After the rings are assembled, self threading screw fasteners 129 are screwed from below posts 100, 102, 104, 106 in the housing base into legs 120, 122, 124, 126 of the lower mounting ring 80. Magnets 154, 156, 158, 160 and springs 166, 168 may then be positioned on their respective shafts 142, 144 on the ends opposite slots 146, 148. Caps 162, 164 are pressed on the ends of the shafts 142, 144. The corrector magnet shafts 142, 144 may then be snapped into position between support arms 130, 134, 138 and 132, 136, 140. Shaft 170 with magnets 180, 182 and spring 181 thereon may be placed in receptacle 141 through the cut away wall thereof. Thereafter, cover 82 is placed in mating engagement on base 76 and knobs 234, 236 are screwed through holes 232 into collars 96 securing the cover and base together.
In use, the compass is mounted either directly to a horizontal or a vertical surface or by an optional mounting bracket (not shown) to any surface. To fasten the compass directly to a surface, knobs 234, 236 are unscrewed and cover 82 is removed from the housing thus exposing the screw holes 88, 90 in the bottom of the base 76. A screw is first placed through the align slot screw hole 88 in the rear of the base. The compass is then carefully aligned and screws placed through the screw holes 90 in the front of the base securing the housing to the surface. If necessary, due to the elongated configuration of holes 88, 90, further adjustment is possible by loosening the screws after the initial positioning. When the compass is mounted in a horizontal position care is exercised to assure that the lubber line is parallel to the centerline of the vehicle. When the compass is mounted in a vertical position the bottom of the housing base must be normal to the vehicle centerline; additionally the housing front is positioned at the top, as shown in FIG. 14, to position the LED's above the compass bowl.
Advantageously, with the cover removed, the shafts 142, 144, 170 supporting the corrector magnets, being positioned above the edge 87 of the housing base 76, are accessable for adjustment without need for removing the compass unit 12 from the housing 10. Additionally, the provision for magnets on three axes permits compensation in either a horizontal or vertical orientation of the compass.
In use, only two corrector magnet shafts and two sets of magnets are employed depending on whether the compass is mounted to a horizontal or a vertical surface. Shaft 144 extending at a right angle to the lubber line, parallel to the equatorial plane and magnets 158, 160 thereon is utilized in each orientation of the compass. With the compass mounted to a horizontal surface, shaft 142, parallel to the lubber line and the equatorial plane, and magnets 154, 156 are also utilized. Shaft 170 and magnets 180, 182 are not mounted to the receptacle 141 or, if already in place, are removed. Shafts 142, 144 and magnets 154, 156, 158, 160 are rotated by a non-magnetic screw driver engaged in the slots 146, 148 in the ends of the shafts to compensate local magnetic fields in the normal manner.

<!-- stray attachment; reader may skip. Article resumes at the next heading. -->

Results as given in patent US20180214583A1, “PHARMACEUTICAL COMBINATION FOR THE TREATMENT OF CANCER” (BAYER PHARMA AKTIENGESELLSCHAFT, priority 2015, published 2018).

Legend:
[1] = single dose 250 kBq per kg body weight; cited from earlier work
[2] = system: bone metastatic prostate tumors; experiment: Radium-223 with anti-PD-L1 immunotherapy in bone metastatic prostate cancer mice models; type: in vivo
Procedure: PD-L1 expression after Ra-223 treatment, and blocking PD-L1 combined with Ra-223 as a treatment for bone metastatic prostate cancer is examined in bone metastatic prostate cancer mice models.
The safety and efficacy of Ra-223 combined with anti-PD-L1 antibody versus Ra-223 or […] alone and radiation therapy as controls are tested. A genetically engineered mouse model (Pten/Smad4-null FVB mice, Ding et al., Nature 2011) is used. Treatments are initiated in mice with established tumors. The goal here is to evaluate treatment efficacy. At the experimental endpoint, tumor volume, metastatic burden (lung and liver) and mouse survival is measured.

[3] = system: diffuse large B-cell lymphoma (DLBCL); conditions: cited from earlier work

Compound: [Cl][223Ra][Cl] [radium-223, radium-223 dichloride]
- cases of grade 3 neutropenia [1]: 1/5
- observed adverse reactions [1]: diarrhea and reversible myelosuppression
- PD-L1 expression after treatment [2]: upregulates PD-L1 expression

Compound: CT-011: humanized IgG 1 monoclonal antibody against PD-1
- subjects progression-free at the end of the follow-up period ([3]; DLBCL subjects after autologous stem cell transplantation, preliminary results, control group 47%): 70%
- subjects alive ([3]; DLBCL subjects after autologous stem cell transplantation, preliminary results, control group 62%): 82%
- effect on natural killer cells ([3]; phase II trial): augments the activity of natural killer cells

With the compass mounted to a vertical surface as shown in FIG. 14 the rear shaft 144, which remains transverse of the lubber line and parallel to the equatorial plane, and magnets 158, 160 are again utilized. Shaft 142 and magnets 154, 156, however are not mounted or are removed. Instead, shaft 170 and magnets 180, 182 are positioned in receptacle 141, the axis of shaft 170 being parallel to the lubber line and the equatorial plane with the compass mounted to a vertical surface. The compass unit is again compensated in the usual manner by rotation of shafts 142, 170 and the magnets thereon.
The angular orientation of the mounting rings 78, 80 gripping the flanges 18, 20 of the compass bowl portions 14, 16 and the angular orientation of the housing cover, result in exposure at the front of the compass of the interior of the compass unit 12 below the pivot bearing 60 and the equatorial plane when the housing base 76 is mounted horizontally. Thus, a direct read card 68 may be supported at pivot 60 at the equatorial plane, as illustrated, and may be extended below the plane at the periphery of the card to balance the mass of the card assembly at or below the plane. The arrangement of the mounting rings 78, 80 and cover 82 below the equatorial plane at the front permits viewing the card without obstruction.